The genetic basis influencing postoperative pain through the screening for variations in the expression of genes coding for endogenous opioid system is a field of interest for improving pain therapies (Stamer and Stüber, 2007; Montes et al., 2015; Owusu Obeng et al., 2017; Crews et al., 2021). In this work we analysed the genetic diversity of PDYN and OPRK1 in Argentinian populations from different geographic locations, and the relationship between the genetic polymorphisms and the postsurgical pain, considering variables such as the use of analgesia and the different types of incisions. Our results show that the genetic background of the Argentinian population differs in some aspects from that of other countries and continents (Avena et al., 2006; Hohl et al., 2018). In a previous report, the variation of OPRM1 gene of the opioid system allowed to group Argentinians with other populations according to their ancestry, with 12.8% of differentiation among Africans, Asians, and European-Americans for this gene (López Soto and Catanesi, 2015). Genetic differences have also been found among different regions or provinces within Argentina, for several genetic polymorphisms, whether they were coding or non-coding markers (Corach et al., 2006; Avena et al., 2012; Di Santo Meztler et al., 2018; Muzzio et al., 2018; Sala et al., 2018; Caputo et al., 2021, among others). Interestingly, some differences emerged even when comparing Resistencia and MNP, which are located in the same province and only 425 km apart, as it was previously reported for non-coding markers (Di Santo Meztler et al., 2019). Our results showed less genetic differentiation among Argentinian populations, probably because the polymorphisms here analyzed are located in coding regions, having less chances for displaying variability. However, a significant Fst value was found between populations from CABA and MNP for the PDYN VNTR. This differentiation could be caused by the heterogeneous origin of immigrants from other continents, mainly Europeans from various countries who have settled in the past in particular locations along the territory of Argentina, as in CABA (Junta de Estudios Históricos del Municipio de Eldorado, 2015, 2016; Di Santo Meztler et al., 2018). As opposed, MNP is somehow isolated due to hard weather conditions and floods that discourage immigration.

Clinical variables

As several aspects of a surgical intervention can influence pain sensitivity, in this work we considered the interaction of both clinical variables and genetic variants. When considering the evaluation of pain scale, the physician integrated the knowledge of the patient and the type of surgery performed, the questioning, the medical examination, and the data of the medical record (such as use of analgesics, calls to the nurse, rescue medication, etc.). Therefore, we considered that an evaluation by the professional (pain scale reported by the physician) is more trustworthy, and, in fact, significant associations of three clinical variables were found when analysing the medical pain scale. Among the clinical variables to be taken into account, significant differences in reported pain scores were found according to the type of surgery. Although in the first two hours after the surgical intervention there were no differences between types of incision for pain scores, differences emerged as time increased, likely as a consequence of the severity of incision, being additionally influenced by biological factors as the genetic polymorphisms here analysed. Specifically, laparotomy incisions usually caused much higher pain scores on the first and second day after surgery than breast surgery incisions (either conservative or radical breast surgery). The results obtained in this work are in accordance with the grade of aggressivity of each incision. Pfannenstiel laparotomy involves the handling of the aponeurosis, thus giving a high pain sensation at the beginning but recovering faster in comparison to Radian, and even faster in comparison to Arcuate, and Orr incisions, which are less aggressive and usually cause a lower level of pain sensation from the beginning. On the contrary, Median laparotomy is the more aggressive, and the level of pain sensation likely persists more constantly along the first two days after surgery. Concerning the analgesic rescues, in general Klosidol was known to be well-tolerated as analgesia of choice for postsurgical pain in Latin American populations from Bolivia and Argentina, with a good balance cost/ benefit when it was prescribed for relief of postsurgical pain treatment (Daza Calderón et al., 2010). However, this combination of dextropropoxyphene and dipyrone was discontinued more recently because of some serious adverse effects that were reported for European populations (ANMAT, 2008). As expected, the analgesic rescues indicated in our study had a significant effect in decreasing the pain sensation during the first hours after surgery.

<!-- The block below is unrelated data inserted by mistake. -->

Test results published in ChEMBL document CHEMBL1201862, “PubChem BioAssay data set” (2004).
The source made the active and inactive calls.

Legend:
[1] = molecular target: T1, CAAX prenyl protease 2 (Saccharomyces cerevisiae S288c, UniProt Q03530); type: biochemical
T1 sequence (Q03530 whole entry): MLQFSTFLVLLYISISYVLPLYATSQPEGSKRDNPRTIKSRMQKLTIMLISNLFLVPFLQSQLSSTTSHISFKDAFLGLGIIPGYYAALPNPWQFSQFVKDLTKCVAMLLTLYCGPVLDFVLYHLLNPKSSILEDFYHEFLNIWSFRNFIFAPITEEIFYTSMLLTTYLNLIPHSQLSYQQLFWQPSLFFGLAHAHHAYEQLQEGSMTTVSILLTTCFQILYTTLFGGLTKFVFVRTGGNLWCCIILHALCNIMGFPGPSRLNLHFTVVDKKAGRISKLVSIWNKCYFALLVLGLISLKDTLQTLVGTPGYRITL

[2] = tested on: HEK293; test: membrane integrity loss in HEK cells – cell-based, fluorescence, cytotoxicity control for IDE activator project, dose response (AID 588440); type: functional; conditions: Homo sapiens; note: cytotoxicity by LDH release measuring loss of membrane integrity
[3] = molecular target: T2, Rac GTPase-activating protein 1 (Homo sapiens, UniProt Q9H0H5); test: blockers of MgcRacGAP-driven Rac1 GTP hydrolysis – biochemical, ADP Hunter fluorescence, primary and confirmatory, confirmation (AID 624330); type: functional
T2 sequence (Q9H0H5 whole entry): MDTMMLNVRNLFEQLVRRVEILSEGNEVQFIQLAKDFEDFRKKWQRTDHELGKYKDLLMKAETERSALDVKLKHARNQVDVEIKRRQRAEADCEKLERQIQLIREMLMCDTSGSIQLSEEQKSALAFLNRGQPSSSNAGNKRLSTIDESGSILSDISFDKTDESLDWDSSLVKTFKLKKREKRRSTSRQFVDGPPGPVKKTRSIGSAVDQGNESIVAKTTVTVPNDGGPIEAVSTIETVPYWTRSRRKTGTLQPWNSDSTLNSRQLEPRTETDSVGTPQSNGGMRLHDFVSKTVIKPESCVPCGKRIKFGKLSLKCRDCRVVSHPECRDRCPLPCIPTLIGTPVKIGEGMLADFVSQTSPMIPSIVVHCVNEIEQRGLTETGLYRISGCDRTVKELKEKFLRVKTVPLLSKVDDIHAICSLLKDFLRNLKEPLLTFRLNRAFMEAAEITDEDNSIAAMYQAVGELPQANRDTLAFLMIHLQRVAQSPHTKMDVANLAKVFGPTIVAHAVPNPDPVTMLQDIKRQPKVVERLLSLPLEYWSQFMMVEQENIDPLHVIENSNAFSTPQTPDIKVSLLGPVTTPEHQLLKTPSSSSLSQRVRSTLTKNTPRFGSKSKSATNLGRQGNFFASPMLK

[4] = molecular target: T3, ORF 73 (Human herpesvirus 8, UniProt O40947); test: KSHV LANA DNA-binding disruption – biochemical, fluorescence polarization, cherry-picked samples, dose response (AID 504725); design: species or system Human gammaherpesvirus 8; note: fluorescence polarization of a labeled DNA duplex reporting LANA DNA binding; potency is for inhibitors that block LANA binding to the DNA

Genetic variables